Hiking with Ghosts at Boston Mine
Writer Heather Balogh Rochfort explores one of Colorado’s most scenic ghost towns leftover from the mining days.
Boston Mine Hiking Overview:
- Distance from Denver Airport: 110 miles or roughly 2 hours and 15 minutes (traffic pending)
- Difficulty Level: Easy
- Elevation: The trailhead begins at 10,994 feet and ends at 11,980 feet
- Terrain Overview: The hike is a steady-yet-mellow climb on an old jeep road. There are minimal obstacles and the path is wide enough to accommodate 4-5 people walking abreast. The trail is heavily shaded until it breaks free from tree line at the mine; then, hikers will experience full high-alpine sun.
Hitting the Trail
If you listen carefully, you can still hear it: the faint whisper of Colorado’s Wild West heritage calling from the hillsides. These days, it’s likely easier to see Denver as a bustling metropolis full of hipsters, craft breweries, and a burgeoning population, but don’t let it fool you. Colorado has a romantic history, filled with grizzled cowboys, and dusty mining towns. This is one of those stories.
The location for Boston Mine is easily missed. Tucked away on the east side of Highway 91, this blink-and-you-will-miss-it trailhead is oddly quiet considering the crowds of people that descend on nearby Copper Mountain Ski Area. But it is there for those outdoorists who know where to look and who want to take a step back into the mining days of Colorado history.
Boston Mine was one of the hundreds of mining towns that cropped up during the late 19th century. Miners were giddy with excitement when they set up their town at almost 12,000 feet; with the high altitude and towering peaks surrounding Mayflower Gulch, it wasn’t the most logical location for a town. But the prospect of gold was tantalizing to the miners’ senses, so logic wasn’t included in the decision. Nearby Leadville was booming thanks to the riches found in the mountains; maybe that luck would hold in Boston?
Soon after, the newly-founded town buzzed with activity. The Golden Crest, Golden Eagle, and Resumption lode mines operated regularly, as did the Boston Placers, a surface mining venture. Industrious miners worked at the thick vein of gold found in the mines, but it was all for naught. The purity of the ore was lacking, so Boston never really even stood a chance.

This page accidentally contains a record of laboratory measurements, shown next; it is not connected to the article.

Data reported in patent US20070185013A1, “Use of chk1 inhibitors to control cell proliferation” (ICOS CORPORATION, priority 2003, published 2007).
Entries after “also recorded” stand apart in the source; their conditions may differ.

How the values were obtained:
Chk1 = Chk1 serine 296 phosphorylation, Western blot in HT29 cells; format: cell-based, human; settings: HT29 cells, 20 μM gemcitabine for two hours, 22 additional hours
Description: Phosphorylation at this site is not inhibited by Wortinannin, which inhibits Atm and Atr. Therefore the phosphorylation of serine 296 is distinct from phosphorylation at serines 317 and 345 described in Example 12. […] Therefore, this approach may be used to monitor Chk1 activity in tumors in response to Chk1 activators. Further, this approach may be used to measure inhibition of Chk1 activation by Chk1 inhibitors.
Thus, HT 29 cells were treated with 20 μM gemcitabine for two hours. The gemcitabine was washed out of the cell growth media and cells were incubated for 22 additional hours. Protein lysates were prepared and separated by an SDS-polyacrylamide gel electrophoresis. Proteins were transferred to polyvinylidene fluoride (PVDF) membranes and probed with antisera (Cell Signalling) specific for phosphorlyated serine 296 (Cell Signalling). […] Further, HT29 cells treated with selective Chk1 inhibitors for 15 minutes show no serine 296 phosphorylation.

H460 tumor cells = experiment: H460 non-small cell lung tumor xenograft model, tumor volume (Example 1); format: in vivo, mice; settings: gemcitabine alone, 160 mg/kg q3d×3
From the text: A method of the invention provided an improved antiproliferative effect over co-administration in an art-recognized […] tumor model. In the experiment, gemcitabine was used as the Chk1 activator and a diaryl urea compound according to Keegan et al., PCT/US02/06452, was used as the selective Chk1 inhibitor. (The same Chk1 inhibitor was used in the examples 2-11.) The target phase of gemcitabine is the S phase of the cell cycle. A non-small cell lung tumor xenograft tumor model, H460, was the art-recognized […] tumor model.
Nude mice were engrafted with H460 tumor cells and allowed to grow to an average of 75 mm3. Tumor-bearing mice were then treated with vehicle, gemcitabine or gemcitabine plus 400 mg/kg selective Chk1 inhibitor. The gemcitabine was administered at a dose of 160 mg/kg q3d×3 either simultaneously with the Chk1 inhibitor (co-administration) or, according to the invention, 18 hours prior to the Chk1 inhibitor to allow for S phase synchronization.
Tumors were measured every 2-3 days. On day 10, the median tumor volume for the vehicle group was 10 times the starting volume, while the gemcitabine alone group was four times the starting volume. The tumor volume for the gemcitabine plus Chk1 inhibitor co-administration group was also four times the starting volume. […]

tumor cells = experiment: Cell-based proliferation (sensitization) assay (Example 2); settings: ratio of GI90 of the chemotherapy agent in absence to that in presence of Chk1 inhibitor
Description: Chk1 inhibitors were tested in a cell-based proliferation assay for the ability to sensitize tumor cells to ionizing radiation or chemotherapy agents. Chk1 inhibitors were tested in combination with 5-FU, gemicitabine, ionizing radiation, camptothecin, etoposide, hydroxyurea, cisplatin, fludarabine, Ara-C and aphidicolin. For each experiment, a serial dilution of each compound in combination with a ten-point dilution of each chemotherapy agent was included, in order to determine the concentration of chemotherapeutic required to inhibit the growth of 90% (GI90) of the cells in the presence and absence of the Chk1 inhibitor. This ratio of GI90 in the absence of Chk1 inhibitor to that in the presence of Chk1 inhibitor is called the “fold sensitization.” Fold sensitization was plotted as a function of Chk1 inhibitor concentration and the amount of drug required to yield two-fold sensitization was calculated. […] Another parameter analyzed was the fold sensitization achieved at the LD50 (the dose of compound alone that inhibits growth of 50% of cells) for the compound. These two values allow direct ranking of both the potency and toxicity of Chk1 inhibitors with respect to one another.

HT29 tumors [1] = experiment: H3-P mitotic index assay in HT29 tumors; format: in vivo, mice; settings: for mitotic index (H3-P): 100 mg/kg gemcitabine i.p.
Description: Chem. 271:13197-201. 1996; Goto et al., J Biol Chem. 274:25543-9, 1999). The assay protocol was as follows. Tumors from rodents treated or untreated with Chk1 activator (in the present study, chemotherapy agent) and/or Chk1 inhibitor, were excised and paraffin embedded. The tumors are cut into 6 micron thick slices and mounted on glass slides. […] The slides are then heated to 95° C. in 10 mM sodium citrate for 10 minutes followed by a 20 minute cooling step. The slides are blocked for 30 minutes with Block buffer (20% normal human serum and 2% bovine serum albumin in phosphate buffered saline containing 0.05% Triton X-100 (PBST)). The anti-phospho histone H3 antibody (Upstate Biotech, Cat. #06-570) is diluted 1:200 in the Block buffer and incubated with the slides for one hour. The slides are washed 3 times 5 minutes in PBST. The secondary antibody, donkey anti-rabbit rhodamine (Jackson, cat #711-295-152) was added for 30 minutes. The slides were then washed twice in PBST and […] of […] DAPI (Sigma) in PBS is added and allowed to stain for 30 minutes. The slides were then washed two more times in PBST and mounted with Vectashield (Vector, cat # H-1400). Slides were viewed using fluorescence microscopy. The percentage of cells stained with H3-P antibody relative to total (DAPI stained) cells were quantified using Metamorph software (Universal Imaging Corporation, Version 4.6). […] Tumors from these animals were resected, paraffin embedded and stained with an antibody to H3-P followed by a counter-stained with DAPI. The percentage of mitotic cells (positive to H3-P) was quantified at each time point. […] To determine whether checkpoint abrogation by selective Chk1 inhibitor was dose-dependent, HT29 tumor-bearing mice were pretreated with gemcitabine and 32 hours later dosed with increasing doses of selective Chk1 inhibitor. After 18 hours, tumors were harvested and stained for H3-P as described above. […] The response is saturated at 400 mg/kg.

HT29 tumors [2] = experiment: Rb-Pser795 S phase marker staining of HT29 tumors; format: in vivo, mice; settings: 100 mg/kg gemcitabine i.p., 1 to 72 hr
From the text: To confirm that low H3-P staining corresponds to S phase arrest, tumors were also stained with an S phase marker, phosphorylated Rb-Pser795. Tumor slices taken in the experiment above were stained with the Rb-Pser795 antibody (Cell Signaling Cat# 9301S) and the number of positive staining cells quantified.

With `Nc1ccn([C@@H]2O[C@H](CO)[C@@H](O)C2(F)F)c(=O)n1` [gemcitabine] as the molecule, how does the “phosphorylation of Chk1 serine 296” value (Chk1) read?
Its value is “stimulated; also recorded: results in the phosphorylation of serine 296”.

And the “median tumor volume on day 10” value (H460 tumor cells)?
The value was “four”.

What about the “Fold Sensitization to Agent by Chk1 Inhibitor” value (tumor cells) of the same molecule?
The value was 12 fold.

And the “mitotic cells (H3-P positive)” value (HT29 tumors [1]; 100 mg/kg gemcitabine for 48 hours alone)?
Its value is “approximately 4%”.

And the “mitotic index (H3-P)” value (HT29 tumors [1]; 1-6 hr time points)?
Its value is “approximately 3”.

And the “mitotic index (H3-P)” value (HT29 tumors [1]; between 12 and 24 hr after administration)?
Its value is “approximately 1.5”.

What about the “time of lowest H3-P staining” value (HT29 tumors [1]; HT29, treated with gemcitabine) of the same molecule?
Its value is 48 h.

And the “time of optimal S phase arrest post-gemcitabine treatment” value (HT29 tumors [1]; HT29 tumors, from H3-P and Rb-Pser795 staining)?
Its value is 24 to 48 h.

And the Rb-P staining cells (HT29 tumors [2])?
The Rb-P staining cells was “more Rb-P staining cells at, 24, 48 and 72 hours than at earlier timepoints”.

The men and women of Boston Mine scattered to the winds, following the prosperous mining claims around the western part of the country. Mayflower Gulch was abandoned, and the previously warm-and-cozy log homes were left empty, the vacant shells standing as a reminder of the community that once inhabited the alpine valley. Boston was all but forgotten as it hid in the dark shadow of nearby 13,995-foot Fletcher Mountain.
Decades passed and Boston sank further into disrepair. Roofs collapsed on existing structures and walls began to gradually sink into the marshy valley floor. But then, in January of 1980, gold prices spiked to a record high $850 per ounce. Once again, frenzied miners with dazzling dollar signs in their eyes flocked to Colorado—and to Boston Mine—in hopes of getting rich and fulfilling their American dream.
These days, experts estimate that there is anywhere from $15 to $50 million worth of gold buried in the Mayflower Gulch area—but don’t expect to trip over any gold nuggets. The gold is likely buried in mining veins, deep underneath the surface. And it is likely to stay that way.
In 2009, the Summit County Open Space & Trails Department paid a whopping $900,000 to buy the mining claims where most of the gold is buried. As part of this deal, the previous owners relinquished their mining permits, ensuring the scenery and landscape will forever remain untouched by future digging and disruption.
For modern-era outdoor enthusiasts, Boston Mine still remains a beautiful walk down a long-forgotten lane. From the trailhead, hikers catch the dusty old ore wagon road as it climbs from the paved parking lot into the densely-wooded evergreen forest. Dappled sunlight creeps through the greenery, but the shady road is a comfortable respite from the beating sun in the gulch.
The dirt road continues upwards at a moderate gain with speckled views of Mayflower Gulch appearing through the trees. Mining history appears at the trailside as hikers continue their climb. First, a collapsed cabin on the left, bereft of any roof but full of old mining equipment. Then, a few minutes later, a tall ore shoot appears on the right side of the trail, demonstrating how miners once moved ore into carts.
After 1.8 miles of hiking (and 765 feet of gain), the ore road breaks free from the forest and hikers find themselves in the open meadow of Mayflower Gulch. In the early summer, colorful wildflowers dot the landscape while Fletcher Mountain battles with Northeast, Crystal and Pacific Peaks in the background.
It’s easy to envision what Boston Mine would’ve looked like in its heyday. Today, an old log boarding house stands alongside a few remaining cabins, proudly representing Colorado’s mining history, even though the buildings are slowly sinking into the wet ground. If you squint carefully, you can see a few more cabins in the distance, their tiny structures looking diminutive in the presence of the towering alpine cirque. And behind those, perhaps farther than is discernible with the naked eye, stands another mining structure with its cable extended high up on the mountain.
Wander around the ruins as long as you wish, and soak up your surroundings. But please be careful. You’re walking among history and memories, and maybe even a couple of ghosts.
Hiking Gear for Boston Mine
- Water to stay hydrated and combat the altitude
- Plenty of snacks
- Sturdy hiking shoes like the Zamberlan Airound GORE-TEX SURROUND® Shoe
Photos by Will Rochfort